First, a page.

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Stratford-on-Avon District Council
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Dog Warden Services


A designated Dog Warden is employed from Monday to Friday to deliver a professional service to promote responsible dog ownership and enforce existing legislation by:

  • Responding to all complaints as soon as possible.
  • Collection and return of stray dogs; where strays are microchipped or wearing visible ID and information is up-to-date, every attempt will be made by the Dog Warden to reunite them with their owners (free of charge). Please note, if a dog is seized on more than one occasion, the dog will be impounded and owners will be charged.
  • Transfer of stray dogs with no visible ID or microchip to Birmingham Dogs Home to serve the statutory seven day holding period. Owners reclaiming their dogs during this period will be charged a £25 admin fee, along with daily kennelling fees. This is payable to Birmingham Dogs Home upon collection of the dog. Once their suitability has been assessed, dogs that have not claimed within the statutory holding period will become available for rehoming.
  • Promotion of responsible dog ownership through patrols; interaction with dog-owners and dog-walkers; and talks to local groups.
  • Enforcement of dog-related by-laws and The Fouling of Land by Dogs (District of Stratford-on-Avon) Order 2009, which may result in the issuing of Fixed Penalty Notices.
  • Signposting customers to relevant services where applicable (such as Environmental Health, Streetscene).
  • Working in conjunction with a range of external professionals and agencies including local veterinary practices, Orbit Housing, the Police, RSPCA, K9 Search UK, DogLost and rescue and rehoming establishments.

The Dog Warden can be contacted by calling 01789 260839 between 08:45 and 17:10 Monday to Wednesday and 08:45 to 17:00 Thursday and Friday. A message will be taken by a member of the Contact Centre and the Dog Warden will be notified in due course. Please note: stray dogs need to be contained in order for the Dog Warden to collect.


The Control of Dogs Order 1992 states that ‘any dog in a public place should wear the name and address of the owner either inscribed on the collar or name plate or disc attached to it'. A telephone number is optional but advisable. Remember, this is your pet's fastest ticket back home should they go missing. Dog ownership is a privilege that must be taken seriously.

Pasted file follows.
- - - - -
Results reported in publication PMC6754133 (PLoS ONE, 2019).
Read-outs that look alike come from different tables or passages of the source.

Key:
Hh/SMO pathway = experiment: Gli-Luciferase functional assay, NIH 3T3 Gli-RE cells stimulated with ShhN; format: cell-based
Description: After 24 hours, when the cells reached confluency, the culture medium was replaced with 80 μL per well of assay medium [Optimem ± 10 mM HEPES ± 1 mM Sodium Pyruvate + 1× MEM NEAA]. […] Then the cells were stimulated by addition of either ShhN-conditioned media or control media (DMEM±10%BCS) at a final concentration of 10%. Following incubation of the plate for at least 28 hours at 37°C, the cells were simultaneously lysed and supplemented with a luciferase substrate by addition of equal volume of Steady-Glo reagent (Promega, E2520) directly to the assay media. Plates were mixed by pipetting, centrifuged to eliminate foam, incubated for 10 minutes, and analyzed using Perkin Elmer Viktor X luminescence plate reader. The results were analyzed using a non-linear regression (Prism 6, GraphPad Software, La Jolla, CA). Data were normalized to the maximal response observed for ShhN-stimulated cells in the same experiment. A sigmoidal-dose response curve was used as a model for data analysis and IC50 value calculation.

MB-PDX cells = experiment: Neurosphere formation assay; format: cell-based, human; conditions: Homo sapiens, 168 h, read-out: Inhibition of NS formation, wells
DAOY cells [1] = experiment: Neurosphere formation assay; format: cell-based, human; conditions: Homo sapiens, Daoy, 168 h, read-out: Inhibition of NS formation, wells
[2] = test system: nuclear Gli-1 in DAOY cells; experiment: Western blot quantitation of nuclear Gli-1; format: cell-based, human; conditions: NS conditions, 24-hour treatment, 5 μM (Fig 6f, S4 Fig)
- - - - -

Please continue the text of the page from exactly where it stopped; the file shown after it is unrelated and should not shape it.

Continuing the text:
From 6 April 2016, all dog owners will be required to have their dogs microchipped and registered on one of the authorised commercial databases. Failure to comply could lead to a £500 fine. As part of this, dog owners are required to register the details of any new owner before they sell or give their dog away. Dog owners will also need to keep their contact details up to date on the microchip database.


The amended Dangerous Dogs Act came into effect on 13 May 2014. This law applies to every single dog owner in England and Wales, regardless of the dog's size or breed. Under Section 3, it is a criminal offence for the person in charge of the dog to allow it to be ‘dangerously out of control' in a public place. A dog does not have to bite to be deemed dangerous in the eyes of the law. Generally if a dog bites a person, it will be presumed to have been ‘dangerously out of control', however even if the dog does not bite, but gives the person grounds to feel that the dog may injure them, the law still applies.

If you have been attacked by a dog, please contact the Police. Dog on dog attacks are strictly a civil matter between the owners of the two or more respective dogs, please note Stratford District council does not deal with dog on dog attacks.

Under the Act it is against the law to own certain types of dog, namely the Pit Bull Terrier, Japanese Tosa, Dogo Argentino and Fila Braziliero, without a court exemption. However; the Act judges dogs according to their ‘type' rather than their specific breed. Therefore the Act also covers those having significant physical characteristics of the aforementioned breeds. It is up to the courts to decide the inclusion or exclusion of any particular dog from coverage by the act, and every dog is judged individually on a case-by-case basis.

Significant controversy continues to surround this ruling and the extent of the law's effectiveness. Regardless of personal stance, you are required to comply. When looking for a new dog or puppy, do not take risks; stay legal and stay safe.


Dog breeders who breed five or more litters a year must be licensed under the Breeding and Sale of Dogs (Welfare) Act 1999. Those who are not in the business of breeding dogs for sale (“hobby breeders") and produce less than five litters in any period of 12 months do not need a licence.

The local council has the discretion whether to grant a licence and, before doing so, must satisfy itself that:

  • the animals are provided with suitable accommodation, food, water and bedding material
  • are adequately exercised and visited at suitable intervals
  • that all reasonable precautions are taken to prevent and control the spread of diseases amongst dogs

Local councils are responsible for enforcing the legislation. In addition to ensuring that dogs are kept in suitable accommodation, the law also places limits on the frequency and timing of breeding from a bitch. Bitches cannot be mated before they are a year old, must have no more than 6 litters in a lifetime and can only have one litter every 12 months. Breeding records must be kept to ensure that these requirements are adhered to. Puppies that are produced at licensed breeding establishments can only be sold at those premises or a licensed pet shop.